WordPress is one of the most used and respected web designer suites you can find. In fact, the company states that , ‘42% of the web is built on WordPress (and this website is among them). More bloggers, small businesses, and Fortune 500 companies use WordPress than all other options combined’, which is a testament to how powerful buy usable it is. This is mainly due to a combination of easy-to-use design tools, a huge selection of style templates, and a low-cost entry-point.
WordPress has been an invaluable tool for website builders over the years. In fact, the company claims that 30 percent of the entire web uses the service to run its blogs, news outlets and other sites. This is mainly due to a combination of easy-to-use design tools, a huge selection of style templates, and a low-cost entry-point.
It might seem confusing, but there are two different versions of WordPress: WordPress.org and WordPress.com. The former is software you download to your Mac and which can then be used to create a site from scratch. Once you’re happy with the creation this is then uploaded to a hosting platform of your choosing. It’s more technical and does require a certain level of knowledge of HTML and the way DNS servers work.
With this in mind, WordPress.com is the place to go if you’re new to building. This all takes place online, you can start on a free tier, and the simple tools allow you to instantly assemble a working, multi-page, website with only the barest understanding of technical elements.
You can select from various templates that lay out the look and feel of the pages, then use simple forms to enter text and images. You can add new sections to a page via ‘blocks’ which are a quick and versatile way to tailor the site to your particular desires. WordPress does all the heavy lifting, and you’d be amazed at how quickly a fully functional site can be put together.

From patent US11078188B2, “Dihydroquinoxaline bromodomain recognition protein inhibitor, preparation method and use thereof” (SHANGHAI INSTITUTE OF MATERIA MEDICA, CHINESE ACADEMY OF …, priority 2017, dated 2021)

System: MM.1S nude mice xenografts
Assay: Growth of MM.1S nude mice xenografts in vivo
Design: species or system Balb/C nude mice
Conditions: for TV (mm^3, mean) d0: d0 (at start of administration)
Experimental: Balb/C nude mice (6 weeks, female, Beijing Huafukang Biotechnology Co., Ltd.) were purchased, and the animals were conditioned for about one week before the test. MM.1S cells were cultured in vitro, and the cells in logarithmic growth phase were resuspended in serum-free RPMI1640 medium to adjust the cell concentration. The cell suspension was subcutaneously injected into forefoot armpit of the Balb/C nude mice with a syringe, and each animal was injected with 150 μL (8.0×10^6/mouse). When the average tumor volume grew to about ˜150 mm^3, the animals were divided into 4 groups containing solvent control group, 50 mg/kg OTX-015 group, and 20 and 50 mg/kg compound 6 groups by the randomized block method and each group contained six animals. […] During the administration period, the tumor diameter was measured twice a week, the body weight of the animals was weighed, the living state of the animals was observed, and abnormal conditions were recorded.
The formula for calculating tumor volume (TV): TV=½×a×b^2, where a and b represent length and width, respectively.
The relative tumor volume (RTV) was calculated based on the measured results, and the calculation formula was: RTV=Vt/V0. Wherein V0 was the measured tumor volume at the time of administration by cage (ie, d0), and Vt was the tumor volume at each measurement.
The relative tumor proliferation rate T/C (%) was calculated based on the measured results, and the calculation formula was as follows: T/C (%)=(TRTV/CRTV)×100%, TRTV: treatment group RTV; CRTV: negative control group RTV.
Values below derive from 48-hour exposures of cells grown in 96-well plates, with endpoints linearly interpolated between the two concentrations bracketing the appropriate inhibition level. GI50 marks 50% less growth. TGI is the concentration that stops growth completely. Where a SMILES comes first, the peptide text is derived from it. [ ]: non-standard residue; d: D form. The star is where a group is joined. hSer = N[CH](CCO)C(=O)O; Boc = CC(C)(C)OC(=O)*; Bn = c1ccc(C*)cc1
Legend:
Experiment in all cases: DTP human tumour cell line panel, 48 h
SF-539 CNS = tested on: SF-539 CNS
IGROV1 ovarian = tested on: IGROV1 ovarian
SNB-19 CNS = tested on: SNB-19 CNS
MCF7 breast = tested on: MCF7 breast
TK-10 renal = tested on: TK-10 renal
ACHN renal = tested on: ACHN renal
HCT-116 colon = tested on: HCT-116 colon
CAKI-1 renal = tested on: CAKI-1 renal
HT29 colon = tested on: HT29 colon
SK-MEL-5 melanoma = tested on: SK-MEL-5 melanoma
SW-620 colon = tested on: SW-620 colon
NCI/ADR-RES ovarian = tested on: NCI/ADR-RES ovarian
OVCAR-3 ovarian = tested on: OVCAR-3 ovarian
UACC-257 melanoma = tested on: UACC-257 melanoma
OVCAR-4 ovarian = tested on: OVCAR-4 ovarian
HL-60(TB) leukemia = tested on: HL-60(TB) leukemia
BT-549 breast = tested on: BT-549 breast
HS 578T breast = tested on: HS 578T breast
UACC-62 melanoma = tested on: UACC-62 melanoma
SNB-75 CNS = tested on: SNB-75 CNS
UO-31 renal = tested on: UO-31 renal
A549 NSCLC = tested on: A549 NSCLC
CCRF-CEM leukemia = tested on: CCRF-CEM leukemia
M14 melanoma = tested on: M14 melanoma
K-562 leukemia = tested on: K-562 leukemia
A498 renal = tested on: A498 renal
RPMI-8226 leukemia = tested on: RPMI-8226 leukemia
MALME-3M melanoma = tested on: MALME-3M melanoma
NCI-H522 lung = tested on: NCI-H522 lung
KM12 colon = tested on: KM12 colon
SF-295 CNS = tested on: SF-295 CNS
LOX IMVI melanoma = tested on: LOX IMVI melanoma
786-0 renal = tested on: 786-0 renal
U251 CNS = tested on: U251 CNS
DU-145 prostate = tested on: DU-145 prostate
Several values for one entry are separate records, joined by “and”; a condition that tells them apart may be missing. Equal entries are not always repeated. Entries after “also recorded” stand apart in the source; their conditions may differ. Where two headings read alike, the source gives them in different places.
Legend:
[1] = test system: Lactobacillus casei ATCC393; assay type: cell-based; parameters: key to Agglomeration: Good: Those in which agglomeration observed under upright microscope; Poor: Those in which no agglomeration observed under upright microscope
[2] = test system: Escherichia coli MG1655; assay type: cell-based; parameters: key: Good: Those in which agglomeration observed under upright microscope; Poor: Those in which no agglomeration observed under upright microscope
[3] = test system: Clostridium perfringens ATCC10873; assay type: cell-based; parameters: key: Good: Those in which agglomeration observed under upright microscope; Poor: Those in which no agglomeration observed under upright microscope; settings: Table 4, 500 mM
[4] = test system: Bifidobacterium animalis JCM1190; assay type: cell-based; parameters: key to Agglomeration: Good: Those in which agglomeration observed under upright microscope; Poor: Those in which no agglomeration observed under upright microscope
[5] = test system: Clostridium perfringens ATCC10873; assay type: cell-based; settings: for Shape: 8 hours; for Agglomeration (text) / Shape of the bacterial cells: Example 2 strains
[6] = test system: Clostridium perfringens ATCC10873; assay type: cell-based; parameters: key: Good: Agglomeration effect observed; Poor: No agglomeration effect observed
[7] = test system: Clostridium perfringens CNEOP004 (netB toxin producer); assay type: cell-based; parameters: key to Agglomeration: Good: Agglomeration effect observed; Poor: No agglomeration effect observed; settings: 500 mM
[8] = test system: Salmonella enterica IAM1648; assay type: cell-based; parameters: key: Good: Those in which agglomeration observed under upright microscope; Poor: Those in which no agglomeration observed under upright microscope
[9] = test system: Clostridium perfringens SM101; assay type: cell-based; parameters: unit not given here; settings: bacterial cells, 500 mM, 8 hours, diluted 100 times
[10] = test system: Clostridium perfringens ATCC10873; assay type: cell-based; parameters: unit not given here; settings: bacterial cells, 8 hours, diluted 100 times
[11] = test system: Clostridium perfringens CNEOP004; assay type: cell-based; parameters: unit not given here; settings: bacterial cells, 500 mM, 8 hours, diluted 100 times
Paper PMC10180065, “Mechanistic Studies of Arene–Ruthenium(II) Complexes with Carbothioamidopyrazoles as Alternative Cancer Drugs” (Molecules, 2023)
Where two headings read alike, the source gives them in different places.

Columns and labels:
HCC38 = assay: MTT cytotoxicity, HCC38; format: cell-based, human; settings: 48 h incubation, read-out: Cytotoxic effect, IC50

The free tier includes ads that generate money for WordPress and thus pay for the service, but there is a limit to how much you can tailor the site to your specific desires. It’s something that might suit someone who doesn’t know if they’re going to really need a website but want to try it out. Bloggers can also get started for free, and you can use affiliate links to gain some income. Opting for a subscription removes the ads, allows custom domain names and brings plenty of additional features to the table depending on the tier you choose. Prices range from $48/£36 per year (paid upfront) or $4/£3 per month for WordPress Personal and a Premium version for $96/£84 a year or $8/£7 a month, while there are editions for Business ($300/£240 annually), Commerce ($540/£432 annually) and an Enterprise edition that starts at $25,000 a year.